Indexed on: 01 Sep '35Published on: 01 Sep '35Published in: Protoplasma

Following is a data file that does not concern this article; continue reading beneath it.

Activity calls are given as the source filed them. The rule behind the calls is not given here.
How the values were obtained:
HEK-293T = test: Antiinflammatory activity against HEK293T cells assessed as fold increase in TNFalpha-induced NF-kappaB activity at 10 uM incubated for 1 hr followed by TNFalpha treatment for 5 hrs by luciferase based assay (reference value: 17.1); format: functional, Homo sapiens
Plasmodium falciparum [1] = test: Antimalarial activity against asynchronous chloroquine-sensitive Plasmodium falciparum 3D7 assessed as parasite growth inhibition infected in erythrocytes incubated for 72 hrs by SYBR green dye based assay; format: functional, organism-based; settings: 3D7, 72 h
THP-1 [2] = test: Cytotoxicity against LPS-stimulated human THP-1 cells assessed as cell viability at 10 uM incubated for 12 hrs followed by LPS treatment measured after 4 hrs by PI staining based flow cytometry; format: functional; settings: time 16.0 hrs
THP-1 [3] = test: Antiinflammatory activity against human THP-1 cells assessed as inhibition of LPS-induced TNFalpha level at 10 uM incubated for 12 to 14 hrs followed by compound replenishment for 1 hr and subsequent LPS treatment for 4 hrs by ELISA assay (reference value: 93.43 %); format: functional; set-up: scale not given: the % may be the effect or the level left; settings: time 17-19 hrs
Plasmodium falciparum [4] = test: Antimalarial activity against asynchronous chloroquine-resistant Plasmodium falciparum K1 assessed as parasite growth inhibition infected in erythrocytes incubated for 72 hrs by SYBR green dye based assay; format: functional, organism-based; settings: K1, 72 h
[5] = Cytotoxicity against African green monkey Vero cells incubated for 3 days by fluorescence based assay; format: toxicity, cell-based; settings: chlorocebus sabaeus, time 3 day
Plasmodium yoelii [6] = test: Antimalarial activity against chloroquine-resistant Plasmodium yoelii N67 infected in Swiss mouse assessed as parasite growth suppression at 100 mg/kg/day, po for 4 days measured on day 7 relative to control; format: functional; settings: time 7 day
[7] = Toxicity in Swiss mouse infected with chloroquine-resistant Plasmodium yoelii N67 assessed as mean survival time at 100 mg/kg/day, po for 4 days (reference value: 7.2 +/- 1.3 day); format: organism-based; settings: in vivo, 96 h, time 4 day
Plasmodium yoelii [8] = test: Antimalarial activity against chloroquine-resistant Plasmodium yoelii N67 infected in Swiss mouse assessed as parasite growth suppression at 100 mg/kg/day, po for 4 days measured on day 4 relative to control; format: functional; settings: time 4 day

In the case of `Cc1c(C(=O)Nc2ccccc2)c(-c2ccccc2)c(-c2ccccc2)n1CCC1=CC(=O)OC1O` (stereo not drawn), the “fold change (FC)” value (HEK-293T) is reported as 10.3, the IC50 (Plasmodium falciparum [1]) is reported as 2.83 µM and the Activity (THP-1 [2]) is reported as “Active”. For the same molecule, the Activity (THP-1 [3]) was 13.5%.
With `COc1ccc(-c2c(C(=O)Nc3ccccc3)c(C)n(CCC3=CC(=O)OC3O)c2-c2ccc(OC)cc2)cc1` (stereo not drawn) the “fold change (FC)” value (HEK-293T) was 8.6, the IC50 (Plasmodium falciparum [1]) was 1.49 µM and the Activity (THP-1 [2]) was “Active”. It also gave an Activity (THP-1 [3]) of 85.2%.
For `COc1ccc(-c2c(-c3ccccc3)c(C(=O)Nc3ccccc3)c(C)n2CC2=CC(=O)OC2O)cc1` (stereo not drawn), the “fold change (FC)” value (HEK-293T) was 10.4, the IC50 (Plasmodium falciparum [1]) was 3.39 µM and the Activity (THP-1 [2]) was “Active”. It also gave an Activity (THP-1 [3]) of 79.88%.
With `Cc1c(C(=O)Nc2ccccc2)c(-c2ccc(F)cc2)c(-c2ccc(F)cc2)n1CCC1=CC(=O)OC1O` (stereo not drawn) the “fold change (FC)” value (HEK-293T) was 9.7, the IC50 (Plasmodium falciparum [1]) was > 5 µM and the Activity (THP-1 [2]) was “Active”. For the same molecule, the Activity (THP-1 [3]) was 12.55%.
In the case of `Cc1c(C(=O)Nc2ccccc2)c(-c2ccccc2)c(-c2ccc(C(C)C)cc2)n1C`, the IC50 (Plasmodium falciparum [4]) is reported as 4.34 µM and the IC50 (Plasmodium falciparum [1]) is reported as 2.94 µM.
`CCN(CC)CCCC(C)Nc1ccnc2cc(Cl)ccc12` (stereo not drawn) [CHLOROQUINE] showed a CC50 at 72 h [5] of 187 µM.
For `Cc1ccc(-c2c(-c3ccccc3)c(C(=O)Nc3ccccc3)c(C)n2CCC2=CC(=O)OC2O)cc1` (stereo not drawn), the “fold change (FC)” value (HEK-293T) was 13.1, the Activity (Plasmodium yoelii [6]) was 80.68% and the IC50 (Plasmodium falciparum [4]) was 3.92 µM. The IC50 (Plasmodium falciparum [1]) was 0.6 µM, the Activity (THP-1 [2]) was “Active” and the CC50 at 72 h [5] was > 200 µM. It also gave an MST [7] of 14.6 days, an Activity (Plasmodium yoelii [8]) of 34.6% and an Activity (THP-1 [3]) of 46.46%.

The total water and the free water in 100 gms. of the sap expressed from the leaves are significantly higher in the morning (when transpiration is relatively low) than in the afternoon (when transpiration is relatively high).The behaviour of the bound water in 100 gms. of the expressed sap is the reverse of the free water, being significantly higher in the afternoon than in the morning. This is due to the greater relative decrease in the free water in the afternoon than occurred in the total water.The total water per gram of dry matter, the free water per gram of dry matter and the bound water per gram of dry matter, in the expressed sap were all significantly greater in the morning than in the afternoon.The decrease in the free water per unit of dry matter between morning and afternoon was considerably greater than the decrease in the bound water per unit of dry matter with the result that while the free water exceeded the bound water in the morning the bound water exceeded the free water in the afternoon.The leaves had a significantly higher water content in the morning than in the afternoon.The loss of water from the leaves during the day induced a greater density in the sap expressed from the leaves.The quantity of sap and the quantity of water expressed from the leaves varied with the water content of the leaves.The water per gram of dry matter remaining in the tissue after 3000 lbs. per sq. inch pressure was the same for the leaves collected in the morning as for those collected in the afternoon.The variations in the factors dealt with in the present paper in their relation to the water deficit in the plant were parallel to the results found in a study of the seasonal trends.